US5889477A (en) 1996-03-25 1999-03-30 Mannesmann Aktiengesellschaft Process and system for ascertaining traffic conditions using stationary data collection devices
US6314368B1 (en) * 1982-11-08 2001-11-06 Hailemichael Gurmu Vehicle guidance system and method therefor
US20060009188A1 (en) 2004-07-09 2006-01-12 Aisin Aw Co., Ltd. Method of producing traffic signal information, method of providing traffic signal information, and navigation apparatus
US20110182475A1 (en) * 2010-01-22 2011-07-28 Google Inc. Traffic signal mapping and detection
US20120139754A1 (en) * 2009-08-11 2012-06-07 Ginsberg Matthew L Driver Safety Enhancement Using Intelligent Traffic Signals and GPS
US20120274481A1 (en) * 2007-09-07 2012-11-01 On Time Systems, Inc. Driver Safety Enhancement Using Intelligent Traffic Signals and GPS
US20130096826A1 (en) 2011-10-17 2013-04-18 Roman Krzanowski Route selection
US8972145B2 (en) 2013-03-15 2015-03-03 Bayerische Motoren Werke Aktiengesellscahft Systems and methods for predicting traffic signal information
WO2015129366A1 (en) 2014-02-25 2015-09-03 アイシン・エィ・ダブリュ株式会社 Route searching system, route searching method, computer program, and cost table data structure
US20160231746A1 (en) * 2015-02-06 2016-08-11 Delphi Technologies, Inc. System And Method To Operate An Automated Vehicle
US20160288791A1 (en) * 2013-04-01 2016-10-06 Young-II PARK Automatic driving system for vehicle
US20160349066A1 (en) * 2015-05-28 2016-12-01 Lg Electronics Inc. Display Apparatus For Vehicle And Vehicle

Patent Citations (13)

* Cited by examiner, † Cited by third party
Publication number Priority date Publication date Assignee Title
US6314368B1 (en) * 1982-11-08 2001-11-06 Hailemichael Gurmu Vehicle guidance system and method therefor
US5889477A (en) 1996-03-25 1999-03-30 Mannesmann Aktiengesellschaft Process and system for ascertaining traffic conditions using stationary data collection devices
US20060009188A1 (en) 2004-07-09 2006-01-12 Aisin Aw Co., Ltd. Method of producing traffic signal information, method of providing traffic signal information, and navigation apparatus
US20120274481A1 (en) * 2007-09-07 2012-11-01 On Time Systems, Inc. Driver Safety Enhancement Using Intelligent Traffic Signals and GPS
US20120139754A1 (en) * 2009-08-11 2012-06-07 Ginsberg Matthew L Driver Safety Enhancement Using Intelligent Traffic Signals and GPS
US20110182475A1 (en) * 2010-01-22 2011-07-28 Google Inc. Traffic signal mapping and detection
US20130096826A1 (en) 2011-10-17 2013-04-18 Roman Krzanowski Route selection
US8972145B2 (en) 2013-03-15 2015-03-03 Bayerische Motoren Werke Aktiengesellscahft Systems and methods for predicting traffic signal information
US20160288791A1 (en) * 2013-04-01 2016-10-06 Young-II PARK Automatic driving system for vehicle
WO2015129366A1 (en) 2014-02-25 2015-09-03 アイシン・エィ・ダブリュ株式会社 Route searching system, route searching method, computer program, and cost table data structure
US20170010613A1 (en) 2014-02-25 2017-01-12 Aisin Aw Co., Ltd. Vehicle navigation route search system, method, and program
US20160231746A1 (en) * 2015-02-06 2016-08-11 Delphi Technologies, Inc. System And Method To Operate An Automated Vehicle
US20160349066A1 (en) * 2015-05-28 2016-12-01 Lg Electronics Inc. Display Apparatus For Vehicle And Vehicle

Non-Patent Citations (5)

* Cited by examiner, † Cited by third party
Title
Buckholz, Traffic Signal Phasing, Mar. 2015, http://web.archive.org/web/20150321084101/http://nacto.org/docs/usdg/traffic-signal-phasing-buckholz.pd.
Buckholz, Traffic Signal Phasing, Mar. 2015, http://web.archive.org/web/20150321084101/http://nacto.org/docs/usdg/traffic—signal—phasing—buckholz.pd.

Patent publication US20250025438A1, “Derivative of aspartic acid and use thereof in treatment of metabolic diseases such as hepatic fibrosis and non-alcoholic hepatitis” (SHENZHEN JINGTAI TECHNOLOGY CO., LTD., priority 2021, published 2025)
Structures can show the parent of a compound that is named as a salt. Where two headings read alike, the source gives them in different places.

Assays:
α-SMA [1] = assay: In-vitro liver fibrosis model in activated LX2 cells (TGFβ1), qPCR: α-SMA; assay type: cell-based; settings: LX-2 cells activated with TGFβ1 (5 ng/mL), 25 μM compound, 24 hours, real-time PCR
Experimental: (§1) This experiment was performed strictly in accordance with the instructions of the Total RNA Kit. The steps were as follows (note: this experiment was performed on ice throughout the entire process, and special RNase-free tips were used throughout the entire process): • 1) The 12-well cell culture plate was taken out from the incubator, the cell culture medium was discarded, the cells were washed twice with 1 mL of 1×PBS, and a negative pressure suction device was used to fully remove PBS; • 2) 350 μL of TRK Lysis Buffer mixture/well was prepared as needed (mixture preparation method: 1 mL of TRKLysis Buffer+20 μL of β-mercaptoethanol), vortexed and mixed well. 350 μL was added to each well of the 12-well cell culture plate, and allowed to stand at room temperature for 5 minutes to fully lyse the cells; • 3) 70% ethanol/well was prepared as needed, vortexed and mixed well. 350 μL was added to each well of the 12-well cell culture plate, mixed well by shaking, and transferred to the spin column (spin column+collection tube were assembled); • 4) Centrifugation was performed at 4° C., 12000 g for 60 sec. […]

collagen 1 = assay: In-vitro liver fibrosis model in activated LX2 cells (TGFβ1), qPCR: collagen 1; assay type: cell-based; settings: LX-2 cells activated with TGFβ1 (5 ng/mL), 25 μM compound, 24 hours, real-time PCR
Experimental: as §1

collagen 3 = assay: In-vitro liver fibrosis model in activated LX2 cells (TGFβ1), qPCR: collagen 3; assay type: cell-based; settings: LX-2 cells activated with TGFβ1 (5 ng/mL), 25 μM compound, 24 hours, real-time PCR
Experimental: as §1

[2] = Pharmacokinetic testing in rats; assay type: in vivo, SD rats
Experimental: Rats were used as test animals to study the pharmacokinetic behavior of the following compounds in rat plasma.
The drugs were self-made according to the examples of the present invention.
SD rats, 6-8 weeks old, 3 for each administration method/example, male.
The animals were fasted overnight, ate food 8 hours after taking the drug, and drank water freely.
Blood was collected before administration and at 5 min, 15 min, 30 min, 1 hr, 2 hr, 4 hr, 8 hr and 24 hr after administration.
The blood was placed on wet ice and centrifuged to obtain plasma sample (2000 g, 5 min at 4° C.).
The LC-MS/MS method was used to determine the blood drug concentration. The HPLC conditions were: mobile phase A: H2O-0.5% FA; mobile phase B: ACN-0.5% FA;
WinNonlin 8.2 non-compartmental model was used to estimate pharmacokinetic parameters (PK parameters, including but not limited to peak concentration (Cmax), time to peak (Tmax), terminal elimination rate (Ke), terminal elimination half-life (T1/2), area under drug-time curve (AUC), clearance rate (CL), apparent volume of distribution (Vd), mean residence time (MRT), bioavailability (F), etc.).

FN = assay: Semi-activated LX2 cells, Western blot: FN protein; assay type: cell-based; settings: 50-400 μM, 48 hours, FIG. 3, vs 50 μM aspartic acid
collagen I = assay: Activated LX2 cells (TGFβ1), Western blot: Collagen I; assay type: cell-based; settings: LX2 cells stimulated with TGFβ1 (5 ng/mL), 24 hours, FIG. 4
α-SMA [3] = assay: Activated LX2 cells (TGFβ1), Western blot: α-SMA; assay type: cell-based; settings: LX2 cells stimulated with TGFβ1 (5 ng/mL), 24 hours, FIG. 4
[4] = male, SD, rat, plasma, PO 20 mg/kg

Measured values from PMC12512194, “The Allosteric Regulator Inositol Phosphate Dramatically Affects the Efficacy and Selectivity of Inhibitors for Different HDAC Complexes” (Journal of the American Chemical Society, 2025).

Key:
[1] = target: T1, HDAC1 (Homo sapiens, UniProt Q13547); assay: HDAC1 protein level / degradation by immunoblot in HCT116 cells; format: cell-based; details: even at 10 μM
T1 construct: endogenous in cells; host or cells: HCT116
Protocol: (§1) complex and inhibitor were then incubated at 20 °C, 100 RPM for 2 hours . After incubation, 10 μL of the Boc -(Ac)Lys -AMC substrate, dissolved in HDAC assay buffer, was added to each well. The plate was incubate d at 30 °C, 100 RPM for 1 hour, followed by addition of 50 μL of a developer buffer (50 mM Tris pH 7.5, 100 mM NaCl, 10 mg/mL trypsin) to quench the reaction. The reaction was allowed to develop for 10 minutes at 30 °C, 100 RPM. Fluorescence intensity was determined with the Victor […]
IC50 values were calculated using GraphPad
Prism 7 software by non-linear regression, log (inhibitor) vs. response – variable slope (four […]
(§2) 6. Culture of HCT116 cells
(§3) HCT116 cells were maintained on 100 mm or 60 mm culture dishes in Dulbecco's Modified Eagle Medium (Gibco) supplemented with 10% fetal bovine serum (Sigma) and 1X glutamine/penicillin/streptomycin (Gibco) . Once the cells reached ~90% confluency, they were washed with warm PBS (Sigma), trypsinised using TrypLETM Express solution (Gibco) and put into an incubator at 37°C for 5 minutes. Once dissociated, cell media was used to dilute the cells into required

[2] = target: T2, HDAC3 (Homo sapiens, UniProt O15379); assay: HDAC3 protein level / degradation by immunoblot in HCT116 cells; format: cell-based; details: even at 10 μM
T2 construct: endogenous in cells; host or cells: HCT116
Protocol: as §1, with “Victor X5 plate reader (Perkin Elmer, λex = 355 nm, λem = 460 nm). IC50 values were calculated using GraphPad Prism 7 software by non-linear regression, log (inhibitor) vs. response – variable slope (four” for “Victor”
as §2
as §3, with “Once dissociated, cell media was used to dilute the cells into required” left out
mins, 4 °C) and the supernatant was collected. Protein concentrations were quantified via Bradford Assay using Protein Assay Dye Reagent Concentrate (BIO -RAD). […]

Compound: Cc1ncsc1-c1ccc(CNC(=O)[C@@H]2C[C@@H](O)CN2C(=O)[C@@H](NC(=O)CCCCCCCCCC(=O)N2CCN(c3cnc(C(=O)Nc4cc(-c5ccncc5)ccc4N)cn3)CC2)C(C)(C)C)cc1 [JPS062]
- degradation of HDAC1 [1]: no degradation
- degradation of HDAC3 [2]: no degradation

Koukoumidis et al., "SignalGuru: Leveraging Mobile Phones for Collaborative Traffic Signal Schedule Advisory", MobiSys '11, Jun. 28-Jul. 1, 2011; Proceedings of the 9th International Conference on Mobile Systems, Applications, and Services, pp. 127-140.
Wikipedia, Feature Scaling, Oct. 2014, http://web.archive.org/web/20141 012184320/http:/!en.wikipedia.org/wiki/Feature-scalin.
Wikipedia, Feature Scaling, Oct. 2014, http://web.archive.org/web/20141 012184320/http:/!en.wikipedia.org/wiki/Feature—scalin.

Cited By (3)

* Cited by examiner, † Cited by third party
Publication number Priority date Publication date Assignee Title
US20170166220A1 (en) * 2015-12-15 2017-06-15 Denso Corporation Drive support apparatus
US10081369B2 (en) * 2015-12-15 2018-09-25 Denso Corporation Drive support apparatus
US10248120B1 (en) * 2016-09-16 2019-04-02 Amazon Technologies, Inc. Navigable path networks for autonomous vehicles

Also Published As

Publication number Publication date
US20170153642A1 (en) 2017-06-01

Similar Documents

Publication Publication Date Title
US9612123B1 (en) Adaptive mapping to navigate autonomous vehicles responsive to physical environment changes
CN101964148B (en) Road traffic information recording server and GPS (Global Positioning System) user terminal
US10055794B1 (en) Determining autonomous vehicle technology performance for insurance pricing and offering
US20130211656A1 (en) Autonomous driving apparatus and method for vehicle
US9536427B2 (en) Methods and software for managing vehicle priority in a self-organizing traffic control system
CN102622877B (en) Bus arrival judging system and method by utilizing road condition information and running speed
US10048683B2 (en) Machine learning systems and techniques to optimize teleoperation and/or planner decisions
US20120303222A1 (en) Driver assistance system
US10496766B2 (en) Simulation system and methods for autonomous vehicles
US20130018572A1 (en) Apparatus and method for controlling vehicle at autonomous intersection
US9606539B1 (en) Autonomous vehicle fleet service and system
US20110037619A1 (en) Traffic Routing Using Intelligent Traffic Signals, GPS and Mobile Data Devices
US8996224B1 (en) Detecting that an autonomous vehicle is in a stuck condition
US9008890B1 (en) Augmented trajectories for autonomous vehicles
DE102014203965A1 (en) Vehicle lane determination
US9435652B2 (en) Dynamic routing intelligent vehicle enhancement system
US9720415B2 (en) Sensor-based object-detection optimization for autonomous vehicles
Anda et al. VGrid: vehicular adhoc networking and computing grid for intelligent traffic control
JP2019505059A (en) Dispatch of autonomous vehicles and coordination of maintenance management
US9805605B2 (en) Using autonomous vehicles in a taxi service
JP2019512824A (en) How to simplify vehicle operation and automatic operation
US8972159B2 (en) Methods and systems for coordinating vehicular traffic using in-vehicle virtual traffic control signals enabled by vehicle-to-vehicle communications
Lidstrom et al. A modular CACC system integration and design
US10031523B2 (en) Method and system for behavioral sharing in autonomous vehicles
US10384678B1 (en) Autonomous vehicle action communications

Legal Events

Date Code Title Description
AS Assignment

Owner name: NISSAN NORTH AMERICA, INC., TENNESSEE

Free format text: ASSIGNMENT OF ASSIGNORS INTEREST;ASSIGNORS:SCHEEPJENS, ROBERT;MORTAZAVI, ALI;KRISHNAMURTHY, VIKRAM;SIGNING DATES FROM 20151215 TO 20160105;REEL/FRAME:037421/0152

STCF Information on status: patent grant

Free format text: PATENTED CASE

AS Assignment

Owner name: NISSAN MOTOR CO., LTD., JAPAN

Free format text: ASSIGNMENT OF ASSIGNORS INTEREST;ASSIGNOR:NISSAN NORTH AMERICA, INC.;REEL/FRAME:044026/0800

Effective date: 20171026